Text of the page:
Seems to me you have about as much respect for media types as I do. Which isnt much.

  • Biggest thing to watch in Spring Training, Mike Olt. Biggest thing to ignore, Gordon Wittenmeyer.

  • fb_avatar

    It really sucks that I have to work for a living and can't post comments when they remain relevant, but c'est la vie.

    There were some comments posted regarding 670 WSCR earlier today, and in all fairness I do have to defend them once. Most of the guys on 670 are arrogant blowhards, and Boers and Bernstein are arrogant blowhards on steroids. BUT. I simply haven't seen any evidence that they are Cub-haters. In fact, B&B spent all afternoon today defending Ricketts, Theo and the rebuild plan, and trashing Wittenmeyer and the Sun-Times. B&B have never questioned either the rationale or the execution of the rebuild and have repeatedly and consistenytly ridiculed the impatient fans that demand the cubs "spend like a big-market team." Dan McNeil doesn't seem to hold strong baseball opinions, he seems to be more of a hockey/football guy, but I have likewise never heard him trash the rebuild, and Matt Spiegel is strongly in the B&B camp.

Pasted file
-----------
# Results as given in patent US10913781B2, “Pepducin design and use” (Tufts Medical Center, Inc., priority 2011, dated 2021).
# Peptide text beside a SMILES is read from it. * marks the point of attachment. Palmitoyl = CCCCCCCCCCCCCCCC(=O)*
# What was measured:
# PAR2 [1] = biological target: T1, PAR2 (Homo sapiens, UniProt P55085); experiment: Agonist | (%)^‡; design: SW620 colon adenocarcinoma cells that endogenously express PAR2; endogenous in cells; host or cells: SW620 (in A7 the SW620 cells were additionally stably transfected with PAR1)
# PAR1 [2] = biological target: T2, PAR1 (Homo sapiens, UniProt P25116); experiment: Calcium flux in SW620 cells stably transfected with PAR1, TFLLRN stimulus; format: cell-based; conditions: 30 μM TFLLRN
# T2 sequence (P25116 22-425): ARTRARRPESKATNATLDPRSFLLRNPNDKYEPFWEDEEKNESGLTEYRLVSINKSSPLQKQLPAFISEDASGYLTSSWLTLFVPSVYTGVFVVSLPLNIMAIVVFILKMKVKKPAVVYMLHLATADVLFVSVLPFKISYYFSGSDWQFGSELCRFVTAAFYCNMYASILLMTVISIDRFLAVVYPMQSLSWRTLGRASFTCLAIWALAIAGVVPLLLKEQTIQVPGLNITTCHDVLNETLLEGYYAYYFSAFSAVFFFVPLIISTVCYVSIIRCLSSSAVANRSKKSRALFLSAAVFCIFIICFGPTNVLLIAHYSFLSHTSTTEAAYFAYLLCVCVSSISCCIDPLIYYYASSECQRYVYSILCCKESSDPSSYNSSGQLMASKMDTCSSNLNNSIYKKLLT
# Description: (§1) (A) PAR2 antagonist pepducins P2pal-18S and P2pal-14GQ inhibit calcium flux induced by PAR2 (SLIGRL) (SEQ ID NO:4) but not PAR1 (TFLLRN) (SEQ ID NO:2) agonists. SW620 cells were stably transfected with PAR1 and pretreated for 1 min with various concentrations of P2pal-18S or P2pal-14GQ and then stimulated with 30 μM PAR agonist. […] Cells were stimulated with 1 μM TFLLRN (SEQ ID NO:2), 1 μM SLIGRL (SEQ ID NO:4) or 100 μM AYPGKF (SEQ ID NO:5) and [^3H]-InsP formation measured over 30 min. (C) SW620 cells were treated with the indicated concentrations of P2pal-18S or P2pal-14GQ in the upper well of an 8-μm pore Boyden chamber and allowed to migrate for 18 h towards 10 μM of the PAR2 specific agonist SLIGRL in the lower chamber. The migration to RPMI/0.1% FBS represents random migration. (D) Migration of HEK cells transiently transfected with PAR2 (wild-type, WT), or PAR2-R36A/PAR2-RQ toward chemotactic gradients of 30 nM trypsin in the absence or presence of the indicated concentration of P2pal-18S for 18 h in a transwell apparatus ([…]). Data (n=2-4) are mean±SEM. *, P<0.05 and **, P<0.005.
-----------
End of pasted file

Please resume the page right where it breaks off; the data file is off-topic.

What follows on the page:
Now, do these guys all agree the team sucks? Yes, of course, but who here - or anywhere in baseball - doesn't? The truth hurts. But let's give credit where it's due - WSCR is NOT a "Cub-hater."

  • fb_avatar

    "If he's honestly feeling like the guy who ripped apart AA in 2012, the Cubs could be big, big winners in the Matt Garza trade."

    The Cubs already are big, big winners in that trade based on CJ Edwards alone. CJ for 2 months of Garza? Biggest no-brainer in the history of earth.

  • fb_avatar
    In reply to SKMD:

    Right now Edwards is a guy with outstanding stuff and very real questions about his ability to stick as a starter. I like him, but we have to be realistic about what he will be.

  • In reply to Mike Moody:

    I can see both sides. But you have to think, "if they had already given up on the notion of re-signing Garza"; then even just a lottery ticket like Edwards makes us winners. But we got 4 lottery tickets (Olt/Edwards/Grimm/Ramirez). So even if all 4 end up flaming out; you still do that deal for us.